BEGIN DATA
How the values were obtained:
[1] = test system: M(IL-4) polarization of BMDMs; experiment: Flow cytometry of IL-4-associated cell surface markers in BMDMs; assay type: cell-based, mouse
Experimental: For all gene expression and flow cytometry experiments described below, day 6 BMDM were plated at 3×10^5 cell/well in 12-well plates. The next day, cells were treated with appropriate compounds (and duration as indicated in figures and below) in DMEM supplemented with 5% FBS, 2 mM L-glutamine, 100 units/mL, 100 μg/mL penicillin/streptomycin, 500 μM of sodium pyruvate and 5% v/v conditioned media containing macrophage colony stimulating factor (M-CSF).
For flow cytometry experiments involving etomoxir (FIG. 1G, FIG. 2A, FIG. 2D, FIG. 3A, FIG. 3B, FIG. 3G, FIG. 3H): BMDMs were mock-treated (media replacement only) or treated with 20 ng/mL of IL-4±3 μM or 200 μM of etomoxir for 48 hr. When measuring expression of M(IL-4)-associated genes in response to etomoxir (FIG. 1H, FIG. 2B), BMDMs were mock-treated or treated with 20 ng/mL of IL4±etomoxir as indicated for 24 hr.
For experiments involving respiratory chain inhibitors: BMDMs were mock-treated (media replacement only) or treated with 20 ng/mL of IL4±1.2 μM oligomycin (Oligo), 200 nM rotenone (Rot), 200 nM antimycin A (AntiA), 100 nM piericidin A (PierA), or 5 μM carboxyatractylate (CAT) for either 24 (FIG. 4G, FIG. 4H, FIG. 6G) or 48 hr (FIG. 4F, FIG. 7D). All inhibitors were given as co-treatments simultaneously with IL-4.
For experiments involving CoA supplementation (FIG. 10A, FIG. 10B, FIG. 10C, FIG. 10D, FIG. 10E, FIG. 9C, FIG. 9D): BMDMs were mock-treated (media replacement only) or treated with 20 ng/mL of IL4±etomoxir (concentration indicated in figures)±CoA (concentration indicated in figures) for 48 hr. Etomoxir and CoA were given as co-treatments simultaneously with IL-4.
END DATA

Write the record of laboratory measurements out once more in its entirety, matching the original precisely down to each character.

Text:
How the values were obtained:
[1] = test system: M(IL-4) polarization of BMDMs; experiment: Flow cytometry of IL-4-associated cell surface markers in BMDMs; assay type: cell-based, mouse
Experimental: For all gene expression and flow cytometry experiments described below, day 6 BMDM were plated at 3×10^5 cell/well in 12-well plates. The next day, cells were treated with appropriate compounds (and duration as indicated in figures and below) in DMEM supplemented with 5% FBS, 2 mM L-glutamine, 100 units/mL, 100 μg/mL penicillin/streptomycin, 500 μM of sodium pyruvate and 5% v/v conditioned media containing macrophage colony stimulating factor (M-CSF).
For flow cytometry experiments involving etomoxir (FIG. 1G, FIG. 2A, FIG. 2D, FIG. 3A, FIG. 3B, FIG. 3G, FIG. 3H): BMDMs were mock-treated (media replacement only) or treated with 20 ng/mL of IL-4±3 μM or 200 μM of etomoxir for 48 hr. When measuring expression of M(IL-4)-associated genes in response to etomoxir (FIG. 1H, FIG. 2B), BMDMs were mock-treated or treated with 20 ng/mL of IL4±etomoxir as indicated for 24 hr.
For experiments involving respiratory chain inhibitors: BMDMs were mock-treated (media replacement only) or treated with 20 ng/mL of IL4±1.2 μM oligomycin (Oligo), 200 nM rotenone (Rot), 200 nM antimycin A (AntiA), 100 nM piericidin A (PierA), or 5 μM carboxyatractylate (CAT) for either 24 (FIG. 4G, FIG. 4H, FIG. 6G) or 48 hr (FIG. 4F, FIG. 7D). All inhibitors were given as co-treatments simultaneously with IL-4.
For experiments involving CoA supplementation (FIG. 10A, FIG. 10B, FIG. 10C, FIG. 10D, FIG. 10E, FIG. 9C, FIG. 9D): BMDMs were mock-treated (media replacement only) or treated with 20 ng/mL of IL4±etomoxir (concentration indicated in figures)±CoA (concentration indicated in figures) for 48 hr. Etomoxir and CoA were given as co-treatments simultaneously with IL-4.